# zfs list
    NAME USED AVAIL REFER MOUNTPOINT
    ldompool 17.0G 117G 21K /ldompool
    ldompool/domain1 18K 117G 18K /ldompool/domain1
    ldompool/domain1/disk_image 0 117G 2.01G -
    ldompool/goldimage 17.0G 117G 18K /ldompool/goldimage
    ldompool/goldimage/disk_image 17.0G 132G 2.01G -
    ldompool/goldimage/disk_image@sysunconfig 0 - 2.01G -

    Creating and Starting the second  Domain


    # ldm add-domain domain1
    # ldm add-vcpu 4 domain1
    # ldm add-memory 2G domain1
    # ldm add-vnet vnet1 primary-vsw0 domain1
    # ldm add-vdsdev /dev/zvol/dsk/ldompool/domain1/disk_image vol2@primary-vds0
    # ldm add-vdisk vdisk1 vol2@primary-vds0 domain1
    # ldm set-var auto-boot\\?=false domain1
    # ldm set-var boot-device=vdisk1 domain1

    # ldm bind-domain domain1
    # ldm list-domain domain1
    NAME STATE FLAGS CONS VCPU MEMORY UTIL UPTIME
    domain1 bound ------ 5001 8 2G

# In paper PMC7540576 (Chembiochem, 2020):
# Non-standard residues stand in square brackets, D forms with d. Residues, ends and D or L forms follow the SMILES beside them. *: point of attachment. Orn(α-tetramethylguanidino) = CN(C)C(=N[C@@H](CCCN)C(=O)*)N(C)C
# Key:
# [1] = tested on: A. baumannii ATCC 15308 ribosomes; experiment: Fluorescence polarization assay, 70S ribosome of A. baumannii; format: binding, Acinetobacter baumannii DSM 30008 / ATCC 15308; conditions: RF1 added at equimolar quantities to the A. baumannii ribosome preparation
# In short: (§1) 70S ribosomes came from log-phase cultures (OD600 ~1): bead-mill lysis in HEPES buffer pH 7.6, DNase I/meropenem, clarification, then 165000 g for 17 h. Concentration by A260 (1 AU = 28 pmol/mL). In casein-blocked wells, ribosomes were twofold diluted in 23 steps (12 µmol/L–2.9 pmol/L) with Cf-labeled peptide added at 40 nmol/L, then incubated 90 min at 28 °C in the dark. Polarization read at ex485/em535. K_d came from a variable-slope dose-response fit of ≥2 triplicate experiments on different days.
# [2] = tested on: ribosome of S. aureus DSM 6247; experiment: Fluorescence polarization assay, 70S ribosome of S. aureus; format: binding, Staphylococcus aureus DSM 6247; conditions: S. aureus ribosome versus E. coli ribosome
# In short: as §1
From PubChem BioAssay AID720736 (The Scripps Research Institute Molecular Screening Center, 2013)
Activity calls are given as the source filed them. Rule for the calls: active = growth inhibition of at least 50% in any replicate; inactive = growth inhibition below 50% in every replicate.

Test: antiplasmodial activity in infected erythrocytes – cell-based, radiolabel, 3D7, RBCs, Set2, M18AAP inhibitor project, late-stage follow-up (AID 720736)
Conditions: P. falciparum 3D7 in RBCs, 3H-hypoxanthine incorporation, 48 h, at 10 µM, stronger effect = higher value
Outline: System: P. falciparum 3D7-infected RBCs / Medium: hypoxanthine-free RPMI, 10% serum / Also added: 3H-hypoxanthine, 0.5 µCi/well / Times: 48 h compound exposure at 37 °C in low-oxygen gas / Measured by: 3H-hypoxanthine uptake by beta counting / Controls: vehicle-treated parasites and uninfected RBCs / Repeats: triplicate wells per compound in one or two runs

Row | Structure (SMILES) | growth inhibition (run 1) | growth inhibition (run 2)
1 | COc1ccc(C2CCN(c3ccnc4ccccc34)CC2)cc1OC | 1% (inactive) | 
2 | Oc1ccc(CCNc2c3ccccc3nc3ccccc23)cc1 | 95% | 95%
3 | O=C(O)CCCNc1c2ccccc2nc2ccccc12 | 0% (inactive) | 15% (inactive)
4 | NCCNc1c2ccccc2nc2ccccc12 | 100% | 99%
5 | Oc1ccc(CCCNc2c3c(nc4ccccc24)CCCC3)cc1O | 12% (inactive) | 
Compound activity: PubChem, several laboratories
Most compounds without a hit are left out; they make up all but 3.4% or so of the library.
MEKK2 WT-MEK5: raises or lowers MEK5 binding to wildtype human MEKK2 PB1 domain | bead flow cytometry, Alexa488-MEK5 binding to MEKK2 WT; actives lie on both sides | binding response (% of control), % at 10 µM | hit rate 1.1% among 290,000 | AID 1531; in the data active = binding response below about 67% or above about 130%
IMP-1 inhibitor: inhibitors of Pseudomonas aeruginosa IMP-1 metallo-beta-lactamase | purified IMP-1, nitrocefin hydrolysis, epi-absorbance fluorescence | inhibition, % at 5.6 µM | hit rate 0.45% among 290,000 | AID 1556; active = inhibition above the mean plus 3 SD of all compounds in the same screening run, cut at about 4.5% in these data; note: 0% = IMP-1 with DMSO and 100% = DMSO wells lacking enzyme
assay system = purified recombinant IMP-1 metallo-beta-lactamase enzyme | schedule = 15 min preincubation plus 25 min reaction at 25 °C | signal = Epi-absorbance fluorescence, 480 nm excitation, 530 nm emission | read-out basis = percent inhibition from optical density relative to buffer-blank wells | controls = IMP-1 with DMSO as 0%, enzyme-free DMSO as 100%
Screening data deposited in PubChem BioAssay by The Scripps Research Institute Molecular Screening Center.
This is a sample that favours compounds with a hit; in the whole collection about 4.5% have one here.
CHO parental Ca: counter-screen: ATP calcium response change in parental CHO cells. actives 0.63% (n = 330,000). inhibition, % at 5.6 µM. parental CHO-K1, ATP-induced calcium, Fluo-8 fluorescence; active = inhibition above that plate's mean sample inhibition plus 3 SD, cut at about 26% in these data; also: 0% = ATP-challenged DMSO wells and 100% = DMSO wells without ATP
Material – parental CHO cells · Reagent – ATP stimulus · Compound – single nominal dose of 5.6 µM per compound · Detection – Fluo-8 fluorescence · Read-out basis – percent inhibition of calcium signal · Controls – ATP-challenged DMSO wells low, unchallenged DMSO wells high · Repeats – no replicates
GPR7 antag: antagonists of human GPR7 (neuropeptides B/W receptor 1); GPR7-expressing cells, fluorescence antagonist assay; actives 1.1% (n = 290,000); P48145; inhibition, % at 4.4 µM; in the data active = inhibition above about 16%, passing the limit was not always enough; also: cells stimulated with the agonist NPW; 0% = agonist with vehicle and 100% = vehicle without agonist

Start the domain
    # ldm start-domain domain1

    Connect to the console
    # telnet 0 5001
    {0} ok boot net -s

    Copyright 1983-2008 Sun Microsystems, Inc. All rights reserved.
    Use is subject to license terms.
    Booting to milestone "milestone/single-user:default".
    Configuring devices.
    Using RPC Bootparams for network configuration information.
    Attempting to configure interface vnet0...
    Configured interface vnet0
    Requesting System Maintenance Mode
    SINGLE USER MODE

    # zpool import -f rpool
    # zpool export rpool
    # reboot


    Answer the configuration questions

    Login to the new domain and verify that we have zfs file system

    # zpool list
    NAME SIZE USED AVAIL CAP HEALTH ALTROOT
    rpool 14.9G 1.72G 13.2G 11% ONLINE -

    Monday Mar 16, 2009

    Brief Technical Overview and Installation of Ganglia on Solaris

    Ganglia is a scalable distributed monitoring system for high-performance computing systems such as clusters and Grids. It is based on a hierarchical design targeted at federations of clusters.